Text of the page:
Researchers in Rochester, NY are finding ways to understand some of the mysteries of space without leaving earth. Using high-intensity lasers at the University of Rochester’s OMEGA EP Facility focused on targets smaller than a pencil’s eraser, they conducted experiments to create colliding jets of plasma knotted by plasma filaments and self-generated magnetic fields, reaching pressures a billion times higher than seen on earth.
Categories: Laser Fusion, Lasers, New York State Optics, Photonics
Tags: Laboratory for Laser Energetics, Laser Fusion, LLE, Rochester Optics
Categories: Acquisitions, Economic Development, Lasers, Photonics, silicon photonics
Tags: Biophotonics, IR, QCL, Thorlabs
Component and system provider Thorlabs has continued its expansion up the photonics value chain with the acquisition of Corning’s optoelectronics research group – including significant expertise in quantum cascade laser (QCL) development.
And the company has immediately followed that up with a strategic partnership involving Daylight Solutions, the San Diego firm that has developed QCL-based products for infrared countermeasures and medical screening applications.
The Corning QCL operation, with which Daylight has already enjoyed a long-term collaboration, and related assets including intellectual property will now be transferred to Thorlabs’ semiconductor fabrication facility in Maryland.
Categories: New York State Optics, Publications
Tags: publications, RRPC Member News
Electromechanical shutters are vital components in a broad spectrum of optical assemblies and systems. Shutter requirements are sometimes not apparent or considered during optical system design; other times, they need to be expanded upon after the launch of a system. Additionally, requirements may be added by the ultimate end user of a system that necessitate the implementation of a shutter into the design.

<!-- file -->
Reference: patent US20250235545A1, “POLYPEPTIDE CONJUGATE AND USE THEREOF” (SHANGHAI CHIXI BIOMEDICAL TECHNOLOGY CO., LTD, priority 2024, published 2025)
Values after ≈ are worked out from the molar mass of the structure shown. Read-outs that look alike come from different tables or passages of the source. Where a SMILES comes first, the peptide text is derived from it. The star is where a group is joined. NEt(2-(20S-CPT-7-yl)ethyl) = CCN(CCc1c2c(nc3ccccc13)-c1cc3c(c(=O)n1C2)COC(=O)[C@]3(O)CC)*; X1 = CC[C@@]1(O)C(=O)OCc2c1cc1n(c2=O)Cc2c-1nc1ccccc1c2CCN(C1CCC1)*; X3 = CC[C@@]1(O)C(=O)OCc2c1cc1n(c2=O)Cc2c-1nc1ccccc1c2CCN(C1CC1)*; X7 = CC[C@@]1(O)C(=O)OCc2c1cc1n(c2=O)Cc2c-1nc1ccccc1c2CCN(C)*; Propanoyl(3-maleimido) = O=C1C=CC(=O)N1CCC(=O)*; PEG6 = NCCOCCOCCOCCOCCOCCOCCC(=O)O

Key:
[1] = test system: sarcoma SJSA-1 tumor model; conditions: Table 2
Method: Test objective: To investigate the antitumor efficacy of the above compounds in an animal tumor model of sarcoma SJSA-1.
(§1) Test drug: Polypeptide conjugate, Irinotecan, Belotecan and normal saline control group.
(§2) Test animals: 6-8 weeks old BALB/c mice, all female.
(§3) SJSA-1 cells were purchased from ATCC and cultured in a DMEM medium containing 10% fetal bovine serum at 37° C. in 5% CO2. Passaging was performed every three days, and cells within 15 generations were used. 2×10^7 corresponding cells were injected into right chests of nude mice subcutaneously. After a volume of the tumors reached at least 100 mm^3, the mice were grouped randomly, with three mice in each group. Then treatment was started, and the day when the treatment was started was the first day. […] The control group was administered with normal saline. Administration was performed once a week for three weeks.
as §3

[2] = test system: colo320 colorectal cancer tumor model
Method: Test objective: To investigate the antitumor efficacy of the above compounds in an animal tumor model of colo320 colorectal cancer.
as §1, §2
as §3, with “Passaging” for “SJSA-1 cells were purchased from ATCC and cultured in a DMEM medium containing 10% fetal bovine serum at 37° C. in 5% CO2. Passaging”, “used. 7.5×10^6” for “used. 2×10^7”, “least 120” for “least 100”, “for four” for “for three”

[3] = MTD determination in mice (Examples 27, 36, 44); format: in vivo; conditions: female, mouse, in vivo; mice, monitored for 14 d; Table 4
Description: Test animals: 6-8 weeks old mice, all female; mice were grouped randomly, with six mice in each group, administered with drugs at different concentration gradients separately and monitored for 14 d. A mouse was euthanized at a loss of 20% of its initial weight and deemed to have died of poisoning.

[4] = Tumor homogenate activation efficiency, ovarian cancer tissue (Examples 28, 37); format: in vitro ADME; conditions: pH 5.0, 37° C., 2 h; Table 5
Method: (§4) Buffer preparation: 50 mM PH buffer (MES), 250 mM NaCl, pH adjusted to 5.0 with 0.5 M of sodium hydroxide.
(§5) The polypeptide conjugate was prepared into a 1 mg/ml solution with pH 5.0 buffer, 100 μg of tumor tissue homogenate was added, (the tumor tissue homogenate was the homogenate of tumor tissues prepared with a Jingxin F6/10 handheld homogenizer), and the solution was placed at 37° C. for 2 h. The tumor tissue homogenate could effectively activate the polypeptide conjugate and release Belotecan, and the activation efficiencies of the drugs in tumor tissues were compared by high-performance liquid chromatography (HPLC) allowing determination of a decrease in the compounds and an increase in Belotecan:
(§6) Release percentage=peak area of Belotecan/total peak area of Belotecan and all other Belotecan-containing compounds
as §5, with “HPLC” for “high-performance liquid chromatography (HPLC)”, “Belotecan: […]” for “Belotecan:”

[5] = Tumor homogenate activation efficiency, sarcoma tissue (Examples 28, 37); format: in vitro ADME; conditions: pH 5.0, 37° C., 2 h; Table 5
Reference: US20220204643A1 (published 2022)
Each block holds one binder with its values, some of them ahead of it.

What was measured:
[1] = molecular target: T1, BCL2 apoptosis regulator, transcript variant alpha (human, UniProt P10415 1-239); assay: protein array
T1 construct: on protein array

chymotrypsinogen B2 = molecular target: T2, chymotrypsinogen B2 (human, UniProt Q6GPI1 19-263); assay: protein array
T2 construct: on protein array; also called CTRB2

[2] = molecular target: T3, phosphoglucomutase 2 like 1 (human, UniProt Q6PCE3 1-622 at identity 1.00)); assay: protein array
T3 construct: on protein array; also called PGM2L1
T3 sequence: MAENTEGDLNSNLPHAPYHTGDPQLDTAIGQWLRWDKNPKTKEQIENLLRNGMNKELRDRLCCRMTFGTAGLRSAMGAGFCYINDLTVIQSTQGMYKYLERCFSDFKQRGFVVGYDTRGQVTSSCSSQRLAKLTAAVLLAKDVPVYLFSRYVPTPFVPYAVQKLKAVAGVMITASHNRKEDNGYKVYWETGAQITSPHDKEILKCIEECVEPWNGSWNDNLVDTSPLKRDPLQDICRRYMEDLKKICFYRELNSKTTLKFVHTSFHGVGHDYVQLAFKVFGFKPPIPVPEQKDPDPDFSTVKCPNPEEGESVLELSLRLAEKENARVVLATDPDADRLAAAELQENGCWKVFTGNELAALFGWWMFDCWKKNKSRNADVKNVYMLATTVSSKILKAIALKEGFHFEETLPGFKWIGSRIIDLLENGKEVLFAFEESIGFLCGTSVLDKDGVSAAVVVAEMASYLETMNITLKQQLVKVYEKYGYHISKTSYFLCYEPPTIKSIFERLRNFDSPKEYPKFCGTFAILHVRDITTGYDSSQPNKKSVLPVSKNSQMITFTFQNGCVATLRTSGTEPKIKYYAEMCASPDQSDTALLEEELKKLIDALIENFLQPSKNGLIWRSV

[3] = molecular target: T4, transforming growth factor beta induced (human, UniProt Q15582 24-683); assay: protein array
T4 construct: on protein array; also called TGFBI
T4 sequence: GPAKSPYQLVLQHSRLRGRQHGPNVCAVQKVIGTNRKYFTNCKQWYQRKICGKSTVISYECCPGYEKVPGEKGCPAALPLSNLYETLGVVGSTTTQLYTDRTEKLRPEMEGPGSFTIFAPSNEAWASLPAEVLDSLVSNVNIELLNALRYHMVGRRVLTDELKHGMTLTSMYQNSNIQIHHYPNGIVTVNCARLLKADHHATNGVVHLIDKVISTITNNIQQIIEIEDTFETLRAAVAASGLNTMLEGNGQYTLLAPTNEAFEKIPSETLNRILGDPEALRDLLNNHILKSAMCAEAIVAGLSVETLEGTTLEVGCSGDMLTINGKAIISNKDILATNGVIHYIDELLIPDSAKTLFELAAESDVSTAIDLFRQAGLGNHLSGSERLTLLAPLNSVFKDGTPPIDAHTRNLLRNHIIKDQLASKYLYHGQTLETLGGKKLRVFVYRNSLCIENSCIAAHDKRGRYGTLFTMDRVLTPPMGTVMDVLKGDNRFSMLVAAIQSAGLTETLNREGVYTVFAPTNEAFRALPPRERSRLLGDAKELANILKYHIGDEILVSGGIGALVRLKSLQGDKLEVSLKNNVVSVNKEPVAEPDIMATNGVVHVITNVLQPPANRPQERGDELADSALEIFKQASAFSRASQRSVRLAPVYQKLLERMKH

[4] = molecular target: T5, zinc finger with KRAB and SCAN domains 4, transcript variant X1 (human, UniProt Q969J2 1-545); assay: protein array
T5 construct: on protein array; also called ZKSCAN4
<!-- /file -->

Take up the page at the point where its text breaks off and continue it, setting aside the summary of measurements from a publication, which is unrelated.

The perceived simple nature of a shutter (a device that opens and closes to gate light) leads to a tendency for its consideration to be left until later in the design cycle, or when a prerequisite of the design reveals a specified need. Such scenarios can potentially raise havoc with a product’s development cycle, especially if the nature of the design requires significant time to accomplish lifetime qualification, prove new material interactions, and/or develop special test equipment for the customer’s ongoing production qualification. For example, doing a lifetime-qualification test of a larger-aperture device such as a 65 mm shutter at a test rate of slightly greater than 1 Hz and a specified lifetime of 2.2 million operations can take more than 25 days to complete even for around-the-clock testing.
This article discusses a few cases where the system integrators/designers did not consider the need for a shutter device during the design pre-stages, resulting in project delays, costs adjustments, and additional testing. However, understanding certain criteria and asking a number of questions of the shutter-design team can help the design engineer to predict the need for a shutter early on and to allow for more consistent development and implementation.
Categories: Acquisitions, RRPC Member News
Tags: Acquisitions, Optics, RRPC Member News
JML Optical Industries has expanded its offerings to customers with the acquisition of a leading manufacturer of cylindrical optics.
The Rochester-based optics developer and manufacturer announced today that it has acquired Harold Johnson Optical Laboratories Inc. (HJOL), located in Gardena, Calif. HJOL manufacturers custom optics in prototype and production volume quantities for customers in the defense, industrial, medical and research industry in the United States and globally.
“HJOL’s capabilities are a great complement to JML Optical’s existing strengths.” said JML President and CEO Bob Bicksler. “HJOL has a well-earned reputation for customer service and is among the industry leaders in manufacturing and testing cylindrical optics. We look forward to offering these expanded capabilities to both existing and new customers.”
In addition to cylindrical optics, HJOL products include spherical and plano optics, prisms, coatings and assemblies. The company was founded in 1967 to provide lens designers and engineering companies a source for breadboard models, prototypes and production optics.
“The entire Harold Johnson team works extremely hard to support customers. I know that JML shares this customer-centered mindset and that our customers will continue to have world-class optics and world-class support going forward,” said HJOL President Hall Johnson Jr.
Categories: Economic Development, Education & Training, Manufacturing, National Photonics Initiative, New York State Optics, Photonics
Tags: manufacturing, National Photonics Initiative, National Technology Roadmap for Photonics, New York Photonics, NPI, NYPhotonics, RochesterOptics
Big day of news for our industry yesterday, Manufacturing Day in America!